Emily Cripe Named Hamline University's Women's Soccer Coach

Emily Cripe Named Hamline University's Women's Soccer Coach

By, Dave Wright, Hamline University 

ST. PAUL, Minn. -- Emily Cripe, a former player at Seton Hall, has been named head women's soccer coach at Hamline University. Cripe replaces Ted Zingman, who resigned in February after 10 years at the helm.

Cripe comes to Hamline after previous stops at her alma mater and, most recently, women's soccer power  U of North Carolina.  Cripe, a native of St. Paul, attended Cretin-Derham Hall High School before heading east for college. She was a three-year regular for the Pirates, captaining the team in her senior season.

She graduated in 2005 with a degree in Journalism. She spent two seasons as an assistant coach there. She came back to the Twin Cities, working at the Minnesota Thunder Academy coaching at many age levels as well as assisting at two different MIAC schools.

In addition to her journalism degree, Cripe has a Masters in Strategic Communications from Seton Hall and is just completing her dissertation to earn a doctorate in Leadership.

"We are very excited to have Emily join the HU family. She stood out among a very talented group of candidates," said HU athletic director Jason Verdugo. "Emily has a strong skill set that is only enhanced by her affiliation with the most accomplished NCAA women's soccer program in the country, in addition to her profound doctoral research."

Among her achievements was coaching the 2015 U16 and U17 ECNL North American League Champions. During her time there, several of her student-athletes committed to Division I schools such as Minnesota, Florida State and Baylor.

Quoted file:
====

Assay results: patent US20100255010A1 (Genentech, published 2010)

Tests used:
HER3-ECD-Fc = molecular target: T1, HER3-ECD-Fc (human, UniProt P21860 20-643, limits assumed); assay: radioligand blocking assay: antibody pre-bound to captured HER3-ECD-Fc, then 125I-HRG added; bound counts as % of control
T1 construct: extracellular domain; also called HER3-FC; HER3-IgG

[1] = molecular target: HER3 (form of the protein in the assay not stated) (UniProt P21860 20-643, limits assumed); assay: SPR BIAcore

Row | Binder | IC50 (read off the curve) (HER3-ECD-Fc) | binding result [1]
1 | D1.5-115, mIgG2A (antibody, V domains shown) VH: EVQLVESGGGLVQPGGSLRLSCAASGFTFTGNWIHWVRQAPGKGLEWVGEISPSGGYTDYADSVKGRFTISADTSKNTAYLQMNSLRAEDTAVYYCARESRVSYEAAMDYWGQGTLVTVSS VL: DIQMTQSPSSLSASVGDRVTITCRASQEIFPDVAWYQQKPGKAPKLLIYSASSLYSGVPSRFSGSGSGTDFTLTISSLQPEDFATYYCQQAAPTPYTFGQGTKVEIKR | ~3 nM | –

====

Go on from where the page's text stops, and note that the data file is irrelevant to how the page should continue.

She joined the Tar Heels in 2015 as a performance analyst, coding film for statistics, scouting opponents and helping to facilitate training sessions. The Tar Heels were a Final Four participant in 2016.

Creativity and innovation in teaching and learning are the hallmark of Hamline University—home to about 4,000 undergraduate and graduate students. At Hamline, students collaborate with professors invested in their success. They are challenged inside and outside of the classroom to create and apply knowledge in local and global contexts, while cultivating an ethic of civic responsibility, social justice, and inclusive leadership and service.

Hamline is highly ranked in its class by a number of sources including U.S. News and World Report, Forbes.com, Washington Monthly, and Princeton Review. Founded in 1854, Hamline also is Minnesota's first university and among the first coeducational institutions in the nation.

| Hamline University Press Release |